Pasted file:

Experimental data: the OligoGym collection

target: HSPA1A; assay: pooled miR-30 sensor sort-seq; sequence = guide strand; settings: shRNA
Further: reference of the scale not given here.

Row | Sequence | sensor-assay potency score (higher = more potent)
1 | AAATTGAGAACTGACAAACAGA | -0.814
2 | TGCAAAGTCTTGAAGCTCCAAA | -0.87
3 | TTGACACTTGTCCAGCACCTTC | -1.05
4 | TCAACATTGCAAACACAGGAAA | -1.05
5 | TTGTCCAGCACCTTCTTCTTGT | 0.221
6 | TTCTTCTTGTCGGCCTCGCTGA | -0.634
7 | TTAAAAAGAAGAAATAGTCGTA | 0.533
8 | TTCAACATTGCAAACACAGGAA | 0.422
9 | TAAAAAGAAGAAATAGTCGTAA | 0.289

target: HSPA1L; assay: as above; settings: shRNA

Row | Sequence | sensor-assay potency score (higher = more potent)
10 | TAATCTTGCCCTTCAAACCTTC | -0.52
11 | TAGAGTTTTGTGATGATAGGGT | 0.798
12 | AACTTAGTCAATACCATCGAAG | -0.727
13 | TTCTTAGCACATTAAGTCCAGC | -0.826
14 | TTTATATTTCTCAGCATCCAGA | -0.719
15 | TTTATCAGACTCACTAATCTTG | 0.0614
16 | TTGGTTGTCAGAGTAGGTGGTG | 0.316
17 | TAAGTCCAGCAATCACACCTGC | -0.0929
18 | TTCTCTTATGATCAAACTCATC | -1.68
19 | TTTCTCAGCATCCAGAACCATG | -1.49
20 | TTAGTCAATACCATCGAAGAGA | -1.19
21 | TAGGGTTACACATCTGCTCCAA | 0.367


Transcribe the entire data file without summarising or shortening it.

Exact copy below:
Experimental data: the OligoGym collection

target: HSPA1A; assay: pooled miR-30 sensor sort-seq; sequence = guide strand; settings: shRNA
Further: reference of the scale not given here.

Row | Sequence | sensor-assay potency score (higher = more potent)
1 | AAATTGAGAACTGACAAACAGA | -0.814
2 | TGCAAAGTCTTGAAGCTCCAAA | -0.87
3 | TTGACACTTGTCCAGCACCTTC | -1.05
4 | TCAACATTGCAAACACAGGAAA | -1.05
5 | TTGTCCAGCACCTTCTTCTTGT | 0.221
6 | TTCTTCTTGTCGGCCTCGCTGA | -0.634
7 | TTAAAAAGAAGAAATAGTCGTA | 0.533
8 | TTCAACATTGCAAACACAGGAA | 0.422
9 | TAAAAAGAAGAAATAGTCGTAA | 0.289

target: HSPA1L; assay: as above; settings: shRNA

Row | Sequence | sensor-assay potency score (higher = more potent)
10 | TAATCTTGCCCTTCAAACCTTC | -0.52
11 | TAGAGTTTTGTGATGATAGGGT | 0.798
12 | AACTTAGTCAATACCATCGAAG | -0.727
13 | TTCTTAGCACATTAAGTCCAGC | -0.826
14 | TTTATATTTCTCAGCATCCAGA | -0.719
15 | TTTATCAGACTCACTAATCTTG | 0.0614
16 | TTGGTTGTCAGAGTAGGTGGTG | 0.316
17 | TAAGTCCAGCAATCACACCTGC | -0.0929
18 | TTCTCTTATGATCAAACTCATC | -1.68
19 | TTTCTCAGCATCCAGAACCATG | -1.49
20 | TTAGTCAATACCATCGAAGAGA | -1.19
21 | TAGGGTTACACATCTGCTCCAA | 0.367